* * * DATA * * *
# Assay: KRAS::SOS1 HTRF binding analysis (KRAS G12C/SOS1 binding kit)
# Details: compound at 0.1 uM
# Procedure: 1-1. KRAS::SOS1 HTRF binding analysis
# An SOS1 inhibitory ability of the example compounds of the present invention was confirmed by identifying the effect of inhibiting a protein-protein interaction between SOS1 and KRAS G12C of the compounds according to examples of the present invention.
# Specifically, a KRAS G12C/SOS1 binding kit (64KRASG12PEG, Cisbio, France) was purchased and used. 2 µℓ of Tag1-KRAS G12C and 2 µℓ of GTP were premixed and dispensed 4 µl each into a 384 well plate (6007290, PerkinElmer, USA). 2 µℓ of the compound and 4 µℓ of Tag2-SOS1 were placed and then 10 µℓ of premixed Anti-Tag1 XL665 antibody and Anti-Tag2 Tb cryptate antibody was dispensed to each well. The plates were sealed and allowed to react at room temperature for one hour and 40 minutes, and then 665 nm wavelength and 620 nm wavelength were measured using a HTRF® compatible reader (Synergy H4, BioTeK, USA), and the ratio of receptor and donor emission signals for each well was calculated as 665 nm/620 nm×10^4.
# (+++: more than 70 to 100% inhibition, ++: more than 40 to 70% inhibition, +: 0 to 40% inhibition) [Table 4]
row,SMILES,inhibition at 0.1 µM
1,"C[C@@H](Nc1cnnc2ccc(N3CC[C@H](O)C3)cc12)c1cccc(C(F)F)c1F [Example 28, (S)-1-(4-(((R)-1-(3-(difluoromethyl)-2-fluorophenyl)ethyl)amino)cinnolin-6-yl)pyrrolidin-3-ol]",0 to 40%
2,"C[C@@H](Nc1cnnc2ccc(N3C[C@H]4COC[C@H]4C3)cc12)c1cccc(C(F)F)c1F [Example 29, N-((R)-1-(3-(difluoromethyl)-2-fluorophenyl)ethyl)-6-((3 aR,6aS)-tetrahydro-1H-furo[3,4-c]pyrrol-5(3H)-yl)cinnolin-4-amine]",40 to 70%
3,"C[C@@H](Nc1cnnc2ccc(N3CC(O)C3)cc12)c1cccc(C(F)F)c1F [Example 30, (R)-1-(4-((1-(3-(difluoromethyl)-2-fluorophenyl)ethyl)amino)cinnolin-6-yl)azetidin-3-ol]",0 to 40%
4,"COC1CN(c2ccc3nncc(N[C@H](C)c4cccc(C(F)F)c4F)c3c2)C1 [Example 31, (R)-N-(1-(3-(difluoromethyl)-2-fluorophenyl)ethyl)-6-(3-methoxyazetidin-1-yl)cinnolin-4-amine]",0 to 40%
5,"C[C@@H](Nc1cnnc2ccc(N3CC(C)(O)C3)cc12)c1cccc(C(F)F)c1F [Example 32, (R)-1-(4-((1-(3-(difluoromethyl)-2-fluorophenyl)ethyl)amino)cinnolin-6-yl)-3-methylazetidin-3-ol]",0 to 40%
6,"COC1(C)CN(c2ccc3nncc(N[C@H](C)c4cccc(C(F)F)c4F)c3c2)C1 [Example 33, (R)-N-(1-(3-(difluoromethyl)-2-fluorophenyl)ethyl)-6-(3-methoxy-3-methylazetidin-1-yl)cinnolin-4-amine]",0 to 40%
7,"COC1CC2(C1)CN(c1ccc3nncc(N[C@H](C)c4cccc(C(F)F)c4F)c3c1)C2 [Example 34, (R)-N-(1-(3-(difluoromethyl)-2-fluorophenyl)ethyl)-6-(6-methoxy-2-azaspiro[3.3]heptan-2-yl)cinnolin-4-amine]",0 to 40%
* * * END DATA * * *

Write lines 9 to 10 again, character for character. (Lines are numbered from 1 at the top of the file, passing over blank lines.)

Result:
2,"C[C@@H](Nc1cnnc2ccc(N3C[C@H]4COC[C@H]4C3)cc12)c1cccc(C(F)F)c1F [Example 29, N-((R)-1-(3-(difluoromethyl)-2-fluorophenyl)ethyl)-6-((3 aR,6aS)-tetrahydro-1H-furo[3,4-c]pyrrol-5(3H)-yl)cinnolin-4-amine]",40 to 70%
3,"C[C@@H](Nc1cnnc2ccc(N3CC(O)C3)cc12)c1cccc(C(F)F)c1F [Example 30, (R)-1-(4-((1-(3-(difluoromethyl)-2-fluorophenyl)ethyl)amino)cinnolin-6-yl)azetidin-3-ol]",0 to 40%